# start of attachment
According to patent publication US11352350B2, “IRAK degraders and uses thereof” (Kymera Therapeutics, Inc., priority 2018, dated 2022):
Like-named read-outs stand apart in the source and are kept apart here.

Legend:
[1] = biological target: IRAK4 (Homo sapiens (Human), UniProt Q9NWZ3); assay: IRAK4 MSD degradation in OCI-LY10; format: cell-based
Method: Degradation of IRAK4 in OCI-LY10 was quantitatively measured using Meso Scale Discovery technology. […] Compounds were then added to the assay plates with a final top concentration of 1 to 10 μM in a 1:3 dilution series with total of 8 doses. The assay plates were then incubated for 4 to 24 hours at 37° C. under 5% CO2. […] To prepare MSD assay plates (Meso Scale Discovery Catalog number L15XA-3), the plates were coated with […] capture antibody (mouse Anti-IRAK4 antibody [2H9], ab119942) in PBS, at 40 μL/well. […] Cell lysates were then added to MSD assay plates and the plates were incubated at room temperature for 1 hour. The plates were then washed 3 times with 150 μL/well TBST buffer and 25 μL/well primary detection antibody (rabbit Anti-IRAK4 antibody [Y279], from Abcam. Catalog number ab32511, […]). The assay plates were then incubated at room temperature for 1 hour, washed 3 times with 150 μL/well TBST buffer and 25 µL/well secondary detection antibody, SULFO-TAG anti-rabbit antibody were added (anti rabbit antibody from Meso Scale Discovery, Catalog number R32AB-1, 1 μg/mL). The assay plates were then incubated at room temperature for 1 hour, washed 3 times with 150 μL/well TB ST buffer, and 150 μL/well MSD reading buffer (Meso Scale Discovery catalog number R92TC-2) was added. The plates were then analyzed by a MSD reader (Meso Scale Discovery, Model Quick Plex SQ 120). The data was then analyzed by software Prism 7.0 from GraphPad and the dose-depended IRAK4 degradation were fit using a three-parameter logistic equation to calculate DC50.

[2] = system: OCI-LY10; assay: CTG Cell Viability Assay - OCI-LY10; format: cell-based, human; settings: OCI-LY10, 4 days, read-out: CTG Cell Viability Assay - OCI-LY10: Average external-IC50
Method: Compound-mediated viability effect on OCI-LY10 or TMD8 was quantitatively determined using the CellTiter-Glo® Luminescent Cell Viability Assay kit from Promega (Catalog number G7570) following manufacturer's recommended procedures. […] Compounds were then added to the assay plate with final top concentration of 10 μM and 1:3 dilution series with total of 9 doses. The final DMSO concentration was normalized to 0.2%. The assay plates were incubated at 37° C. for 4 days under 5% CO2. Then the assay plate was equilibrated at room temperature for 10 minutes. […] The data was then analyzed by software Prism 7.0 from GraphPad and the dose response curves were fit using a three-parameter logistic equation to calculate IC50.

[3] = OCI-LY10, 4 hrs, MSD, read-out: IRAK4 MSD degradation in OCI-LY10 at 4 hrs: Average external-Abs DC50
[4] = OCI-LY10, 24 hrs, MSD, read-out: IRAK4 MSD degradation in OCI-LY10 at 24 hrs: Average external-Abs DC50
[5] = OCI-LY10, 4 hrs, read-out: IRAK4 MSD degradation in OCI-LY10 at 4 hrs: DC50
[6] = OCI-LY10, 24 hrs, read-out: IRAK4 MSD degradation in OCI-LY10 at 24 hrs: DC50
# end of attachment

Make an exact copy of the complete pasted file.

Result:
According to patent publication US11352350B2, “IRAK degraders and uses thereof” (Kymera Therapeutics, Inc., priority 2018, dated 2022):
Like-named read-outs stand apart in the source and are kept apart here.

Legend:
[1] = biological target: IRAK4 (Homo sapiens (Human), UniProt Q9NWZ3); assay: IRAK4 MSD degradation in OCI-LY10; format: cell-based
Method: Degradation of IRAK4 in OCI-LY10 was quantitatively measured using Meso Scale Discovery technology. […] Compounds were then added to the assay plates with a final top concentration of 1 to 10 μM in a 1:3 dilution series with total of 8 doses. The assay plates were then incubated for 4 to 24 hours at 37° C. under 5% CO2. […] To prepare MSD assay plates (Meso Scale Discovery Catalog number L15XA-3), the plates were coated with […] capture antibody (mouse Anti-IRAK4 antibody [2H9], ab119942) in PBS, at 40 μL/well. […] Cell lysates were then added to MSD assay plates and the plates were incubated at room temperature for 1 hour. The plates were then washed 3 times with 150 μL/well TBST buffer and 25 μL/well primary detection antibody (rabbit Anti-IRAK4 antibody [Y279], from Abcam. Catalog number ab32511, […]). The assay plates were then incubated at room temperature for 1 hour, washed 3 times with 150 μL/well TBST buffer and 25 µL/well secondary detection antibody, SULFO-TAG anti-rabbit antibody were added (anti rabbit antibody from Meso Scale Discovery, Catalog number R32AB-1, 1 μg/mL). The assay plates were then incubated at room temperature for 1 hour, washed 3 times with 150 μL/well TB ST buffer, and 150 μL/well MSD reading buffer (Meso Scale Discovery catalog number R92TC-2) was added. The plates were then analyzed by a MSD reader (Meso Scale Discovery, Model Quick Plex SQ 120). The data was then analyzed by software Prism 7.0 from GraphPad and the dose-depended IRAK4 degradation were fit using a three-parameter logistic equation to calculate DC50.

[2] = system: OCI-LY10; assay: CTG Cell Viability Assay - OCI-LY10; format: cell-based, human; settings: OCI-LY10, 4 days, read-out: CTG Cell Viability Assay - OCI-LY10: Average external-IC50
Method: Compound-mediated viability effect on OCI-LY10 or TMD8 was quantitatively determined using the CellTiter-Glo® Luminescent Cell Viability Assay kit from Promega (Catalog number G7570) following manufacturer's recommended procedures. […] Compounds were then added to the assay plate with final top concentration of 10 μM and 1:3 dilution series with total of 9 doses. The final DMSO concentration was normalized to 0.2%. The assay plates were incubated at 37° C. for 4 days under 5% CO2. Then the assay plate was equilibrated at room temperature for 10 minutes. […] The data was then analyzed by software Prism 7.0 from GraphPad and the dose response curves were fit using a three-parameter logistic equation to calculate IC50.

[3] = OCI-LY10, 4 hrs, MSD, read-out: IRAK4 MSD degradation in OCI-LY10 at 4 hrs: Average external-Abs DC50
[4] = OCI-LY10, 24 hrs, MSD, read-out: IRAK4 MSD degradation in OCI-LY10 at 24 hrs: Average external-Abs DC50
[5] = OCI-LY10, 4 hrs, read-out: IRAK4 MSD degradation in OCI-LY10 at 4 hrs: DC50
[6] = OCI-LY10, 24 hrs, read-out: IRAK4 MSD degradation in OCI-LY10 at 24 hrs: DC50